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The New Phrenology: The Limits of Localizing Cognitive Processes in the Brain (Life and Mind: Philosophical Issues in Biology and Psycholog)

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Synopses & Reviews

Publisher Comments:

andlt;Pandgt;William Uttal is concerned that in an effort to prove itself a hard science, psychology may have thrown away one of its most important methodological tools--a critical analysis of the fundamental assumptions that underlie day-to-day empirical research. In this book Uttal addresses the question of localization: whether psychological processes can be defined and isolated in a way that permits them to be associated with particular brain regions.New, noninvasive imaging technologies allow us to observe the brain while it is actively engaged in mental activities. Uttal cautions, however, that the excitement of these new research tools can lead to a neuroreductionist wild goose chase. With more and more cognitive neuroscientific data forthcoming, it becomes critical to question their limitations as well as their potential. Uttal reviews the history of localization theory, presents the difficulties of defining cognitive processes, and examines the conceptual and technical difficulties that should make us cautious about falling victim to what may be a "neo-phrenological" fad.andlt;/Pandgt;

Synopsis:

New, noninvasive imaging technologies allow us to observe the brain while it is actively engaged in mental activities. Uttal cautions, however, that the excitement of these new research tools can lead to a neuroreductionist wild goose chase. With more and more cognitive neuroscientific data forthcoming, it becomes critical to question their limitations as well as their potential. Uttal reviews the history of localization theory, presents the difficulties of defining cognitive processes, and examines the conceptual and technical difficulties that should make us cautious about falling victim to what may be a neo-phrenological fad.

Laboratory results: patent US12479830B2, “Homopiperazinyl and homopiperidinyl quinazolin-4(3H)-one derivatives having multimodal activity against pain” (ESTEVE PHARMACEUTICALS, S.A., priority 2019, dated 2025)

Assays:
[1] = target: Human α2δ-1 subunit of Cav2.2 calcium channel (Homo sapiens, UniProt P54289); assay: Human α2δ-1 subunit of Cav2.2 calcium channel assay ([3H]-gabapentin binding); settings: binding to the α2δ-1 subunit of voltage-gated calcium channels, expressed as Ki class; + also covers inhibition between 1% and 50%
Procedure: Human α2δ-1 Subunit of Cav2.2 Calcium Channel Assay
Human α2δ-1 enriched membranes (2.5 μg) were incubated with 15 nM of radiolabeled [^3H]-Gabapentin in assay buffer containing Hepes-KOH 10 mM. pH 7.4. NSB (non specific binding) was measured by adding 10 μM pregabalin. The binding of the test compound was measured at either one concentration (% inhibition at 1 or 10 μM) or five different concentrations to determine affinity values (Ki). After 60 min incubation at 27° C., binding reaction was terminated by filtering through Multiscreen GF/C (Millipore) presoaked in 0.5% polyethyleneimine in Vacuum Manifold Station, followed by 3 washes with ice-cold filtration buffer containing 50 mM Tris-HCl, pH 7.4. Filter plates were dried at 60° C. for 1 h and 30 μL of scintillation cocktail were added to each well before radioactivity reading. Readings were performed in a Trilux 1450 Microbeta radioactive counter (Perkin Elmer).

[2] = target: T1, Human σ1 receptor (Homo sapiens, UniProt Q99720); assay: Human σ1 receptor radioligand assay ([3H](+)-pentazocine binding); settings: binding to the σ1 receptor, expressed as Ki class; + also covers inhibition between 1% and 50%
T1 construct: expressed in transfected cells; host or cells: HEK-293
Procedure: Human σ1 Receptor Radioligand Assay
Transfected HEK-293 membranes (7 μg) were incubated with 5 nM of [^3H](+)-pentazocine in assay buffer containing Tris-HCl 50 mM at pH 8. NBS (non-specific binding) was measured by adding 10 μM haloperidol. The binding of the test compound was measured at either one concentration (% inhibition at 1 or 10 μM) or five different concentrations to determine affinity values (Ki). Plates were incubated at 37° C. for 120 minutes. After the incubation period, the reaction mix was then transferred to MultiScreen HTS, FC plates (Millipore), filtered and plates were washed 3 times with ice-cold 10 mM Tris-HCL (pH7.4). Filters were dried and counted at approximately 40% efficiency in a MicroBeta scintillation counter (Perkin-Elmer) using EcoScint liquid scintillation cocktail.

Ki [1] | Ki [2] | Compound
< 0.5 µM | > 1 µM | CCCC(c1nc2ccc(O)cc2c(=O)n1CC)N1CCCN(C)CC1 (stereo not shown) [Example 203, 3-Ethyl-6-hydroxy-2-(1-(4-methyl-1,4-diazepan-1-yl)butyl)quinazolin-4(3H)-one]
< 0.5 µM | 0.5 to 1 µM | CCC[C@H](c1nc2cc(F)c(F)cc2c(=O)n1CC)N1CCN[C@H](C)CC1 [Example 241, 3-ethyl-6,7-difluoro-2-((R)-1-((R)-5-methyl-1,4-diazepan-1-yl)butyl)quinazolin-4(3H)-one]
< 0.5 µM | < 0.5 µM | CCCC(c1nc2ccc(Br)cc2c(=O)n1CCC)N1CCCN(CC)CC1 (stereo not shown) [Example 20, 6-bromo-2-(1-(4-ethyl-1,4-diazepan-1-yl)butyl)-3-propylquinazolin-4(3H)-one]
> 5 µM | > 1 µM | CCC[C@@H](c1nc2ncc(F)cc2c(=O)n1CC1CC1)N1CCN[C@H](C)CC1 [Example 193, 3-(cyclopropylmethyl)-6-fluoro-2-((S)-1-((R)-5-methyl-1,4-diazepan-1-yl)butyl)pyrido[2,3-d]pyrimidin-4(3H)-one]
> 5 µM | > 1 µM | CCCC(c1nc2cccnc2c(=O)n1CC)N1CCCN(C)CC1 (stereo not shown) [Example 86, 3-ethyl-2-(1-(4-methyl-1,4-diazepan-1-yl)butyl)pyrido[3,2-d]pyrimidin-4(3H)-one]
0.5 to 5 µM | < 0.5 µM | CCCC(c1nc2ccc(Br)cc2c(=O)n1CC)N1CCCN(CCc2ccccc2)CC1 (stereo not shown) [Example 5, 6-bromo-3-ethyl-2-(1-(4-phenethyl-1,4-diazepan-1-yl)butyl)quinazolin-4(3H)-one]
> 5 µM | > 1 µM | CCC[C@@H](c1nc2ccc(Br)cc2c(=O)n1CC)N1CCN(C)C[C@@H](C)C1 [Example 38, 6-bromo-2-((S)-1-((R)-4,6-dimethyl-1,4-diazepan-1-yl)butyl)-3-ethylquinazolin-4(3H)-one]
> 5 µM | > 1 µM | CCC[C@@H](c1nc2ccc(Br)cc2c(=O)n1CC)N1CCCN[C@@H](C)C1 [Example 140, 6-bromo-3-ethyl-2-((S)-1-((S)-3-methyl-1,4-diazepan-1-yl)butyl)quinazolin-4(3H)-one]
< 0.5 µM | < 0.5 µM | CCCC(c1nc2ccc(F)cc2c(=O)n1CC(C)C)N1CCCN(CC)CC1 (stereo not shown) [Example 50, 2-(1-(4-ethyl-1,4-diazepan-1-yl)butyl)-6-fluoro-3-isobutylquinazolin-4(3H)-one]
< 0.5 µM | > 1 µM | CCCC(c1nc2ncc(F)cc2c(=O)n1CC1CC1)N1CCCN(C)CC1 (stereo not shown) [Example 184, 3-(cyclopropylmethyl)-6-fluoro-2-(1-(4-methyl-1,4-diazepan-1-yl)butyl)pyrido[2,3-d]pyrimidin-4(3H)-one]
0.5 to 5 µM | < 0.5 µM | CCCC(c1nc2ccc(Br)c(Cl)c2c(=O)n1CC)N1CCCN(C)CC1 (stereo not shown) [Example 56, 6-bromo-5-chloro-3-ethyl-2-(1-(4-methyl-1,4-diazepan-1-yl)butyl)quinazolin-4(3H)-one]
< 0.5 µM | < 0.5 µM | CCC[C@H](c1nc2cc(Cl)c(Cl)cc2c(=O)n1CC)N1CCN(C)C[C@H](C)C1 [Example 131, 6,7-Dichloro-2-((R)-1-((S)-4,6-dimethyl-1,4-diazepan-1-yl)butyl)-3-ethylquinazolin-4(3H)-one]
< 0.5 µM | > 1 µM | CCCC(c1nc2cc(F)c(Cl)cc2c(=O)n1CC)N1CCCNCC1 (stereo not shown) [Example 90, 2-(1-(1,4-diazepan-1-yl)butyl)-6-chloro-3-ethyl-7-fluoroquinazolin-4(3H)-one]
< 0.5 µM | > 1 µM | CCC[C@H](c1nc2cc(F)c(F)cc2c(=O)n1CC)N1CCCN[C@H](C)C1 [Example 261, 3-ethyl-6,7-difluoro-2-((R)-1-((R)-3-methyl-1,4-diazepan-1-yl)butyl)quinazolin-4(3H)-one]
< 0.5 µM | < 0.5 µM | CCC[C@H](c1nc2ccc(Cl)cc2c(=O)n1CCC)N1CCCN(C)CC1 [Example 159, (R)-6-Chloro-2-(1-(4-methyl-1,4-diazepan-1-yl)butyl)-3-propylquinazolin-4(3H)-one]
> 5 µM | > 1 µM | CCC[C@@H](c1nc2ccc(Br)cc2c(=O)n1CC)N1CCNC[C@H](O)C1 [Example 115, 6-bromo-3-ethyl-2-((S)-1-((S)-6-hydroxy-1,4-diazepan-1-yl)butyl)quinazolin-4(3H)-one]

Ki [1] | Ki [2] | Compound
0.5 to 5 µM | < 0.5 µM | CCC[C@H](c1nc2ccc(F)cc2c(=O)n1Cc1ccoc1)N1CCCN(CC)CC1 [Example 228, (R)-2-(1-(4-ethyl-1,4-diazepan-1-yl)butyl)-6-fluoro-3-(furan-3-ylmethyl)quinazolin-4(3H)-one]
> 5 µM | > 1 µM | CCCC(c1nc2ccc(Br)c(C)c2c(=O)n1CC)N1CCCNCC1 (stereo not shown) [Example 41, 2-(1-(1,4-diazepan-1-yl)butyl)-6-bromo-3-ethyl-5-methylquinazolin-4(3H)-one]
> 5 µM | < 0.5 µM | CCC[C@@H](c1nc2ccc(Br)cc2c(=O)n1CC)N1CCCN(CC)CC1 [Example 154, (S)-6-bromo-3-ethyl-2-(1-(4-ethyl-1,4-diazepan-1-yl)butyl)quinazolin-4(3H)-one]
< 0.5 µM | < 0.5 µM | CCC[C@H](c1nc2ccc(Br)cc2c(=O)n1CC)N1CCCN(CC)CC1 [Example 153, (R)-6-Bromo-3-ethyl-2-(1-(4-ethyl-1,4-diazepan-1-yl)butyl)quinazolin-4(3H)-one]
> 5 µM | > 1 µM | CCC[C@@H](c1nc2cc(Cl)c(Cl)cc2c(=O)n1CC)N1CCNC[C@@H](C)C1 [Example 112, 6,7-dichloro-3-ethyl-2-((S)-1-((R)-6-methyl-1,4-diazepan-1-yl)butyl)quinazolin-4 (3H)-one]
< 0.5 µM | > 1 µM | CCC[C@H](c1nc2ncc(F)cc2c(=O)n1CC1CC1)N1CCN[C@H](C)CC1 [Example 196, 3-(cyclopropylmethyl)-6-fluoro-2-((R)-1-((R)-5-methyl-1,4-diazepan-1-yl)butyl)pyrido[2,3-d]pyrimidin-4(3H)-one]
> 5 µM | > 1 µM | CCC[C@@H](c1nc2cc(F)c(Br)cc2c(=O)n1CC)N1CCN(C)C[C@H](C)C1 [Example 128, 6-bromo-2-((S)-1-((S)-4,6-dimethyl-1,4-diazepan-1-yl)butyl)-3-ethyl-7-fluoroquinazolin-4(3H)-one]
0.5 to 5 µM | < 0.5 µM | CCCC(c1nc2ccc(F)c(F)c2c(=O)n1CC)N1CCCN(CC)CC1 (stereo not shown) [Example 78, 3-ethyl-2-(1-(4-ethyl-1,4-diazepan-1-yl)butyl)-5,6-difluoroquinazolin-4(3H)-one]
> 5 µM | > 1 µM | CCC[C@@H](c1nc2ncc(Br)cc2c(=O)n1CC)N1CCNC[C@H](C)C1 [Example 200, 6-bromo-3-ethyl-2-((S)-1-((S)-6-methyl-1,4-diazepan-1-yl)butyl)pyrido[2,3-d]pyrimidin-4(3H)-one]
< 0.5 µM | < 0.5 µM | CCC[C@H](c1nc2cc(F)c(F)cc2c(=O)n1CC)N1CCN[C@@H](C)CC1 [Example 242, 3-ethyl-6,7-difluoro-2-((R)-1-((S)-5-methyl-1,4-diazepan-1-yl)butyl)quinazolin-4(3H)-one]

Synopsis:

Addresses the question of localization: whether psychological processes can be defined and isolated in a way that permits them to be associated with particular brain regions.

Synopsis:

William Uttal is concerned that in an effort to prove itself a hard science, psychology may have thrown away one of its most important methodological tools--a critical analysis of the fundamental assumptions that underlie day-to-day empirical research. In this book Uttal addresses the question of localization: whether psychological processes can be defined and isolated in a way that permits them to be associated with particular brain regions.

Synopsis:

William Uttal is concerned that in an effort to prove itself a hard science, psychology may have thrown away one of its most important methodological tools--a critical analysis of the fundamental assumptions that underlie day-to-day empirical research. In this book Uttal addresses the question of localization: whether psychological processes can be defined and isolated in a way that permits them to be associated with particular brain regions.New, noninvasive imaging technologies allow us to observe the brain while it is actively engaged in mental activities. Uttal cautions, however, that the excitement of these new research tools can lead to a neuroreductionist wild goose chase. With more and more cognitive neuroscientific data forthcoming, it becomes critical to question their limitations as well as their potential. Uttal reviews the history of localization theory, presents the difficulties of defining cognitive processes, and examines the conceptual and technical difficulties that should make us cautious about falling victim to what may be a "neo-phrenological" fad.